Survey reveals litigants in India lose Rs50,000 crore annually
Nearly 62% of 9,329 litigants surveyed believed that a judge did not pass an order quickly in their case, says a Daksh study
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New Delhi: Nearly 62% of 9,329 litigants surveyed believed that a judge did not pass an order quickly in their case, according to a study.
Nearly half of these litigants also believed that lack of judges in subordinate courts caused delays in general.
This, combined with the fact that litigants lose nearly Rs.50,000 crore annually in wages or business lost, as reported by the Times of India on Thursday, which comes to 0.4% of the country’s GDP, because of litigation is an indication of how expensive litigation can be.
It is an important perception, given that chief justice of India, T.S. Thakur said that there were over 4,000 vacancies in lower courts across the country.
The study, entitled Access to Justice Survey 2015-16 conducted by research organisation Daksh India was released on Saturday at a conference.
This survey also highlighted that 63.5% accused spent less than a month in jail even after they were granted bail owing to a variety of reasons. One of bigger reasons for not availing bail was insufficient money to pay the bail.
The study, Daksh co-founder Harish Narasappa said, was to bring the focus to the litigants rather than the judicial system and institution.
Daksh’s study was conducted over November 2015 and February 2016, across 305 locations in 24 states.
An important question raised was how representative of the legal system the survey was, since it only analysed 9,329 litigants across the country.
G. Mohan Gopal, chairperson, National Court Management Systems Committee & ex-director National Judicial Academy, speaking at the conference, said that while looking at the loss caused to litigants was an important number, the economic gain out of litigation—right to property, contractual rights.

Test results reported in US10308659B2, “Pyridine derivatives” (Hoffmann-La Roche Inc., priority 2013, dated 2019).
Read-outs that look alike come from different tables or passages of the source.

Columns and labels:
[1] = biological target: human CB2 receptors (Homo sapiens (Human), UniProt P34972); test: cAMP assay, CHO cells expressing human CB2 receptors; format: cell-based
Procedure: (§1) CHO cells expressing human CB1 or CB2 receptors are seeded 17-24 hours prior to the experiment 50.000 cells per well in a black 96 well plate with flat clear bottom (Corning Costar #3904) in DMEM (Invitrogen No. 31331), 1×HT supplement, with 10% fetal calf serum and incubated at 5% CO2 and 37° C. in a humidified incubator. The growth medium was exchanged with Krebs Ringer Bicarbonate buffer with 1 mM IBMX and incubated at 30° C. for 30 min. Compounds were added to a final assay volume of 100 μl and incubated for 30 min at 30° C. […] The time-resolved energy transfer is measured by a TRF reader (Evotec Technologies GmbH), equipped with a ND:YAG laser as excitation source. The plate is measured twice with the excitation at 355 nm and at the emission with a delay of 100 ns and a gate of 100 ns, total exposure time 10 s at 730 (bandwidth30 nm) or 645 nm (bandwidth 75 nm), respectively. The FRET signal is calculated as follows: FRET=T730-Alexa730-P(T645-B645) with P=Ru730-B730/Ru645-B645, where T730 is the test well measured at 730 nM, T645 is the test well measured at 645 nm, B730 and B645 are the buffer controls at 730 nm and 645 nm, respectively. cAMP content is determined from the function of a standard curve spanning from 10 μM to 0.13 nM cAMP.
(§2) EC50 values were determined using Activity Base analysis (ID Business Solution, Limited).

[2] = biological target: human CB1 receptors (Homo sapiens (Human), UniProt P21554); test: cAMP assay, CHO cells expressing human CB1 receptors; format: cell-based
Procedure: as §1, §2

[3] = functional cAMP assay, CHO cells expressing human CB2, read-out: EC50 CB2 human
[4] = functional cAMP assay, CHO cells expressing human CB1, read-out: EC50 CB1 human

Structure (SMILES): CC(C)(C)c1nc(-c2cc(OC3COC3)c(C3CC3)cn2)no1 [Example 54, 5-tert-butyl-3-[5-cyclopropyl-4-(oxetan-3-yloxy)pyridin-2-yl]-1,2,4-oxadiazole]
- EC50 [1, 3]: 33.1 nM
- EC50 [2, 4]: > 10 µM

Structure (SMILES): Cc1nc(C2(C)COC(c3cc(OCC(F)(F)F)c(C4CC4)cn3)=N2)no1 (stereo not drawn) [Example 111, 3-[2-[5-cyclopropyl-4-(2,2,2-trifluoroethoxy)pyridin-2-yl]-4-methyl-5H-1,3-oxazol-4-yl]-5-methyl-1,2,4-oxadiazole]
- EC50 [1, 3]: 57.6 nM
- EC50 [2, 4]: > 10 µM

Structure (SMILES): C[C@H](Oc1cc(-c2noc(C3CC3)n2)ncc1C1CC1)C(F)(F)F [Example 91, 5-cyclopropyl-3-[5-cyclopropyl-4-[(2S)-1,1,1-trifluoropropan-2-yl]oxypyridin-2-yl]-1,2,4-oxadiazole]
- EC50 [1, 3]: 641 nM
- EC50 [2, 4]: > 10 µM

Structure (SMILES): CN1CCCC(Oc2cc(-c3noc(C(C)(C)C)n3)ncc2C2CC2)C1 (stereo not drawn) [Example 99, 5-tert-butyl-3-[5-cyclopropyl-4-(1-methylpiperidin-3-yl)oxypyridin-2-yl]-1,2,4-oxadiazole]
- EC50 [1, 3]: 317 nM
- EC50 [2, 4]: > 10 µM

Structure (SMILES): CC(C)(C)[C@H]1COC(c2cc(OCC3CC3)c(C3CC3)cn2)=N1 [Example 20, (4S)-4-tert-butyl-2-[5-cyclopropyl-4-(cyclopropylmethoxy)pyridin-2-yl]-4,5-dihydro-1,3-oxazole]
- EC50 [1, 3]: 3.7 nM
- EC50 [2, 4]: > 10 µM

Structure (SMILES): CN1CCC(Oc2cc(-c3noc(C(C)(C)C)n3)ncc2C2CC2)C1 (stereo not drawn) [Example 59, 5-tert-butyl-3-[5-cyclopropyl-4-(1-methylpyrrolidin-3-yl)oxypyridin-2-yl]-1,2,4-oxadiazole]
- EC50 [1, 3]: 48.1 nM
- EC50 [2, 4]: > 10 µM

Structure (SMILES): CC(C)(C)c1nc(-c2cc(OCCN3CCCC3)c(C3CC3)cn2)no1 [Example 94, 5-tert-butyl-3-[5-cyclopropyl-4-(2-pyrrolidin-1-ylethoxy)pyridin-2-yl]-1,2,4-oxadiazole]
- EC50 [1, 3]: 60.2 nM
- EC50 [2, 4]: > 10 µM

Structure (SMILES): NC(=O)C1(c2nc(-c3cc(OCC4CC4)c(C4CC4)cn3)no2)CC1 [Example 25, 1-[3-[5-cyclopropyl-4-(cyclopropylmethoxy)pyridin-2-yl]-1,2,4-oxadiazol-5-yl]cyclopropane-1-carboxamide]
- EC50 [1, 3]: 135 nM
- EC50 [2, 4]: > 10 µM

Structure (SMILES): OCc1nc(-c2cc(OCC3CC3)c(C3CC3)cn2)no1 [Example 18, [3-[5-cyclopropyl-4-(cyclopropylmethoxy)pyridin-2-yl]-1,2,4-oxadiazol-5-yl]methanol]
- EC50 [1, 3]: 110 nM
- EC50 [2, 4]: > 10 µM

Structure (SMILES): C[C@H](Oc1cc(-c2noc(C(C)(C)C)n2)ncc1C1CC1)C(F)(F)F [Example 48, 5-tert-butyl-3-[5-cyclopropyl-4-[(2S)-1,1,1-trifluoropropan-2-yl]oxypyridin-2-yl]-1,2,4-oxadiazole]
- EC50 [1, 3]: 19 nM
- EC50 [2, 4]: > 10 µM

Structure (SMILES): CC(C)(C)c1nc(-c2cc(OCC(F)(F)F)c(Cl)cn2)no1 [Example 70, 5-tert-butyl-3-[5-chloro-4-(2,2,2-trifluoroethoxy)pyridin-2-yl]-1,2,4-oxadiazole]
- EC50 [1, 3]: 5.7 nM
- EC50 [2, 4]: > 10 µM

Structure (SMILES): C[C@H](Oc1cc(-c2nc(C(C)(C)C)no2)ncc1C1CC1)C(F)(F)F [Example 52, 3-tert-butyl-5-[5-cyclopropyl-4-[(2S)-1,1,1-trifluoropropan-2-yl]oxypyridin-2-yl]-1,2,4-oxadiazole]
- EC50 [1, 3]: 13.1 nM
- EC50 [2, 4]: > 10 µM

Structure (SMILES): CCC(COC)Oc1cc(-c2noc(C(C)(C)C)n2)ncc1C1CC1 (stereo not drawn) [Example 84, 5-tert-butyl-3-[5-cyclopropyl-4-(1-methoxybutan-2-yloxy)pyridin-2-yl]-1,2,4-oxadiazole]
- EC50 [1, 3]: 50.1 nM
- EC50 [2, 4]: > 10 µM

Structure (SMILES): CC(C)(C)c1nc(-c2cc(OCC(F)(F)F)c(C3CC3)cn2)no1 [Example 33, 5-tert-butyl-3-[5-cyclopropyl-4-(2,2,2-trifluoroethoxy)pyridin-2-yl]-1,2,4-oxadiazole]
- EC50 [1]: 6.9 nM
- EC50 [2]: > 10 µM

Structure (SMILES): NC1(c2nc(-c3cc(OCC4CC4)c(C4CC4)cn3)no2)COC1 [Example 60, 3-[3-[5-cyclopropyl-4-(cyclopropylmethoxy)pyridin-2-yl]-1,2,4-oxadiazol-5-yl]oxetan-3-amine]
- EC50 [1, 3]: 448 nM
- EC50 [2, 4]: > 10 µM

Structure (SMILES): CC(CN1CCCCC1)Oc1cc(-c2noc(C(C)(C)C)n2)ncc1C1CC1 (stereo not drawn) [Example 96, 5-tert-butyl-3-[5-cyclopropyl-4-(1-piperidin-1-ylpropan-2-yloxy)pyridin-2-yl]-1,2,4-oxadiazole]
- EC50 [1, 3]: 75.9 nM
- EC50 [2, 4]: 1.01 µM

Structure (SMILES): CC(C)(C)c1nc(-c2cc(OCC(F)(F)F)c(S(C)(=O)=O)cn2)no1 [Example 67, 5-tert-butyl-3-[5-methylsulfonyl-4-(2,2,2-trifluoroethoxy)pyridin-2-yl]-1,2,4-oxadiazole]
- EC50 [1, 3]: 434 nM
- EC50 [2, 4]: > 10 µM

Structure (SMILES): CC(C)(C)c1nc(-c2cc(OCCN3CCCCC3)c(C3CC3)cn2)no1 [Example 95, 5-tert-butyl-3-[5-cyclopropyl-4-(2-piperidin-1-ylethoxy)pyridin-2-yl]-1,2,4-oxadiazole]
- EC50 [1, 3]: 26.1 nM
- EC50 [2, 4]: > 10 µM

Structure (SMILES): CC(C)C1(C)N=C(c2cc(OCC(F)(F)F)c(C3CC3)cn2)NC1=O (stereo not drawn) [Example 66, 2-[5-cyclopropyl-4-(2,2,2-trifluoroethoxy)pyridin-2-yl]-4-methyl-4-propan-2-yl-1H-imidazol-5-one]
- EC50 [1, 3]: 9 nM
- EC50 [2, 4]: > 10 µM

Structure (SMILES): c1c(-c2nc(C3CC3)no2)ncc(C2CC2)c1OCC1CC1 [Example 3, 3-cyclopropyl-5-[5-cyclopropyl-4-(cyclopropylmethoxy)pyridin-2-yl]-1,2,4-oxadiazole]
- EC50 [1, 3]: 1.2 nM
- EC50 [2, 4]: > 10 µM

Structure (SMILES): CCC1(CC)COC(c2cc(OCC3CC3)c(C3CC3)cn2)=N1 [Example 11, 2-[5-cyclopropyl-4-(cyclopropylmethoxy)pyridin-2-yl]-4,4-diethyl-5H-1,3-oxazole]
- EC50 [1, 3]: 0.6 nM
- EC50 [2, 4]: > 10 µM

Supreme Court judge Madan B. Lokur, who chaired the session on the way forward for improving access to justice, pointed out that there was need to ensure not just access, but physical access to courts. Infrastructure, he said, required improvement. For doing so, cooperation between state governments and its judiciary was imperative. Chief justices of high courts could play crucial roles in ensuring funds were released by governments to have better physical infrastructure and computerisation of courts.
Lokur also said that there needed to be greater push towards adopting technology in court systems. Mediation, as means of alternate dispute resolution, could be the only way of reducing pending cases, he added. He also lamented the state of legal aid in the country, reflected by Daksh’s report—merely 1.9% of the litigants surveyed had a legal aid lawyer appointed by the court.
“We’re not able to get our act together in terms of legal aid,” Lokur said.
Lawyer Vrinda Grover agreed saying that legal aid was the only service in the country that did not have any accountability. She added that the phrase access to justice needed revisiting, as the research in the area was focused more on access to the legal system or courts rather than justice, which could mean something different.
Daksh India’s study has definitely taken a step in the right direction in understanding the legal system and its challenges, according to experts speaking at the conference.